Atomic composition and structure. Isotopes.

The title of the Project: Atomic composition and structure

This virtual laboratory is intended for use in chemistry classes on the following topics:

  • 7th grade. Chapter III. “Atoms. Molecules. Substances.”
  • 7th grade. Chapter VI. “Periodic table of chemical elements”

Purpose of the virtual laboratory work:

  • To identify the subatomic particles (protons, neutrons, electrons) and understand their location and charges.
  • To manipulate virtual atoms: Build atoms by placing protons, neutrons, and electrons in their respective locations.
  • To observe the impact of changing atomic structure: Understand how different combinations of protons, neutrons, and electrons affect the element and its properties.
  • To connect atomic structure to the periodic table: Recognize the relationship between the number of protons and an element’s position on the periodic table.

Practical part

Characteristics of atomic particles

Table 1

ParticlesMass numberCharge numberNote
proton+1The number of protons is equal to the ordinal number of the element
neutron0The number of neutrons can be found by the following formula:N=А -Z , А -atomic mass number, Z – number of protons
electron-1The number of electrons is equal to the ordinal number of the element

Virtual experiment No.1 : Atomic structure

  1. Start the simulation. You will be testing two different screens and play games in the end to check your ability to use what you have learned. Let’s take a look at the Atom screen first.

  1. The screen shows an empty model of the atom and the particles it consists of. By holding down the left mouse button, you can drag them into the atomic model.

  1. It is known that in the construction of an atom, each subatomic particle has its place. For example, a proton and a neutron form the nucleus of an atom in the center. Electrons rotate around the nucleus in orbitals. Such a model of the atom is called The Bohr model.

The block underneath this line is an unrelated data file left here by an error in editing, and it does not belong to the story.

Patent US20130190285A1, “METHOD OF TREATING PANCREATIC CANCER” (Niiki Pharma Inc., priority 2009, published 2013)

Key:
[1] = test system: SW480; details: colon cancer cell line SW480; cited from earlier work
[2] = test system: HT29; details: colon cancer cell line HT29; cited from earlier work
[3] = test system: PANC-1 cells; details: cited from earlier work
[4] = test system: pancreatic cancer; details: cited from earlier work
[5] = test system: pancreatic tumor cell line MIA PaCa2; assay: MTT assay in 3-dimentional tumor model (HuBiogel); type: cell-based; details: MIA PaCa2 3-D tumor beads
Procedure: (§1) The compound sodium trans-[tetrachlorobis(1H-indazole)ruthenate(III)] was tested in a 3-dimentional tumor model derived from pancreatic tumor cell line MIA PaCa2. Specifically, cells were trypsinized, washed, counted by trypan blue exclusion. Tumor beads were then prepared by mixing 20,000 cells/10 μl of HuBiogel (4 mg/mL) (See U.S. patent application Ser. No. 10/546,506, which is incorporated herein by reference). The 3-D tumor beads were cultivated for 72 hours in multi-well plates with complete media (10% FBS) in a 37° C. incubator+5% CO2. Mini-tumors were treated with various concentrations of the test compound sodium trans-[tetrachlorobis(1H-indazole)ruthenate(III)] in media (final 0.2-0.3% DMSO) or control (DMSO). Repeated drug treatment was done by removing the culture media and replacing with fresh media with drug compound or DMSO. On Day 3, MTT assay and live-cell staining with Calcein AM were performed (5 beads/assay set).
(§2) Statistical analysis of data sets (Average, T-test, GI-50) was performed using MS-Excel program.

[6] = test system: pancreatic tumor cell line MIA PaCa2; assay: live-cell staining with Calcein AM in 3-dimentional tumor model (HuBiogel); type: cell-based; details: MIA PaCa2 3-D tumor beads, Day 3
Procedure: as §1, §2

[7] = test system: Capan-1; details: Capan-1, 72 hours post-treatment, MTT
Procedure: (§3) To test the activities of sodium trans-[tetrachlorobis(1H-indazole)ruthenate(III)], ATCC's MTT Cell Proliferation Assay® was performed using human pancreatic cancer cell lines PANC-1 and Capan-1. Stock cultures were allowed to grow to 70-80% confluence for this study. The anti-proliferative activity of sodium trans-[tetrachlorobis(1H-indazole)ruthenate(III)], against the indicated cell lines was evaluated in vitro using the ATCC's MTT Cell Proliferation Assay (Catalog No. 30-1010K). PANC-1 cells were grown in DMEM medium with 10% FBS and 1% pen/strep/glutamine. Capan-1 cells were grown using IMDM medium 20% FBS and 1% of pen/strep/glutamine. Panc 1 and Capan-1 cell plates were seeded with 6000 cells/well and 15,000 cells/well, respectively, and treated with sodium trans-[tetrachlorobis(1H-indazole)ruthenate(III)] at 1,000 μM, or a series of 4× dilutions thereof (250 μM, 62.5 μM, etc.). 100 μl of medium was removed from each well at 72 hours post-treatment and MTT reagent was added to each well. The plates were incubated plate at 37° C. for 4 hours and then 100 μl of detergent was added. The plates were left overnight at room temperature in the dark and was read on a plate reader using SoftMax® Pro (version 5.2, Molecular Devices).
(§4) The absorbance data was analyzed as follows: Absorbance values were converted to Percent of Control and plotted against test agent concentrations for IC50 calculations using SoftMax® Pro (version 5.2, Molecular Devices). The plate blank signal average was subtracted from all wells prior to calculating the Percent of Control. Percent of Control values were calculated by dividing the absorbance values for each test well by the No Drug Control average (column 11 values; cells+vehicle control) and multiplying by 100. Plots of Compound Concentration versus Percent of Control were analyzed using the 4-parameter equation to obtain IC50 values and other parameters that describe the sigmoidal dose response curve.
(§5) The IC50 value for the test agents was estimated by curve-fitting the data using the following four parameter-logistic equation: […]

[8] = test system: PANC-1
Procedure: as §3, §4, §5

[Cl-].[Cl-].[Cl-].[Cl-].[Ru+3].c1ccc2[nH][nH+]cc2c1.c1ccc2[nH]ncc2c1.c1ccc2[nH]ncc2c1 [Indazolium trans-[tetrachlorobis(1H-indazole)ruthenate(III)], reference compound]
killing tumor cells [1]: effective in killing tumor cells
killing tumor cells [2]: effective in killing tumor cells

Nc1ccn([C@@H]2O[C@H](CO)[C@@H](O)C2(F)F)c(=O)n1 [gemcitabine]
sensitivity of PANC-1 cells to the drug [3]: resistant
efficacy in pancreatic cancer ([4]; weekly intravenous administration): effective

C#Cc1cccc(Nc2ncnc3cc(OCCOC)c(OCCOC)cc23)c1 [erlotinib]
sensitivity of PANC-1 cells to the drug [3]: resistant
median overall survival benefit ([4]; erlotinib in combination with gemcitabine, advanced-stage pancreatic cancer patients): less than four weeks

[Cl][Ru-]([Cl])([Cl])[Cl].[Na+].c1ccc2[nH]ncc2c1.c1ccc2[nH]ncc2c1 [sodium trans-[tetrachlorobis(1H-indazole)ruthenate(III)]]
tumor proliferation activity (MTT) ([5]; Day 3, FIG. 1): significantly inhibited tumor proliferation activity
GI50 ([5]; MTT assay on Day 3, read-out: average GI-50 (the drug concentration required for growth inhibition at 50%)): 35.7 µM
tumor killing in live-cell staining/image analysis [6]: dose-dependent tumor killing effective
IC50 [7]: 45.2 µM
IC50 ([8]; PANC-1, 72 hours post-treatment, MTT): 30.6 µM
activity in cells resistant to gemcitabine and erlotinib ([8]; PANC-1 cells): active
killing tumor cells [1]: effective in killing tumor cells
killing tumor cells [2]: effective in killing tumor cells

1. Place a proton particle in the center of the atom. The element name will immediately appear on the screen. In the periodic table on the right,you can see the symbol of the formed element. The lower section shows the charge and mass number of the element. In addition, by checking the boxes in the “Show” section, you can show or hide the name of the element, whether it is a neutral atom or ion, stable or unstable.

  1. In this case, we see that our formed element is a hydrogen ion. Add an electron to turn it into a neutral atom. As a result, the charge of the atom changes from positive to neutral. And the mass number remains unchanged. Why?

  1. You can represent electrons as orbitals or an electron cloud.

  1. Add more protons. Pay attention to the periodic table. What did you notice? The number of protons determines the position of an element in the periodic table, so by adding protons, you move along the periodic table.

  1. Press the Reset button and restart the simulation. Check the box in the Stable/Unstable section.

  1. Now build a Helium atom. The Helium atom ranks second in the periodic table. Therefore, it contains 2 protons and 2 electrons. Place the given number of particles in the atom. What did you notice? Why is the helium atom unstable in this state?
  1. To make an atom stable, add neutrons to it. To do this, determine the number of neutrons according to the formula given in Table 1. In the given periodic table, the mass number of the element is not specified, so use the basic periodic table of Mendeleev.

Virtual experiment No.2 : A chemical symbol

  1. Switch to the “Symbol” mode. Here, the mass number and charge of the atom are indicated as parts of the element symbol. Using this section, you can understand what the numbers in the element symbol represented in the periodic table mean.

  1. Make up the symbols of Hydrogen and Helium. To do this, repeat the steps from the first experiment. What influences the change in the mass number and charge of an atom?

  1. Now switch to the ”Game” mode to consolidate your knowledge. There are 4 different games in this section. Each game consists of 5 stages. A clock image is displayed in the lower left corner of the screen. By clicking on it, you can compete with your partner for speed.

  1. The first game is called “Find the element!”. You must identify the symbol of the element hiding in the periodic table according to a given atomic model.

  1. In the second game, you will determine the mass number and charge of the atom.

  1. In the third, you must add the missing information to the element symbol.

  1. In the fourth game, you need to identify an element by creating its symbol.

Conclusion:

Through this virtual laboratory work, students have learned that atoms, the building blocks of all matter, are composed of protons, neutrons, and electrons. By manipulating these virtual atoms, they observed how altering their structure impacts the element and its properties. Importantly, they discovered the link between the number of protons and an element’s location on the periodic table.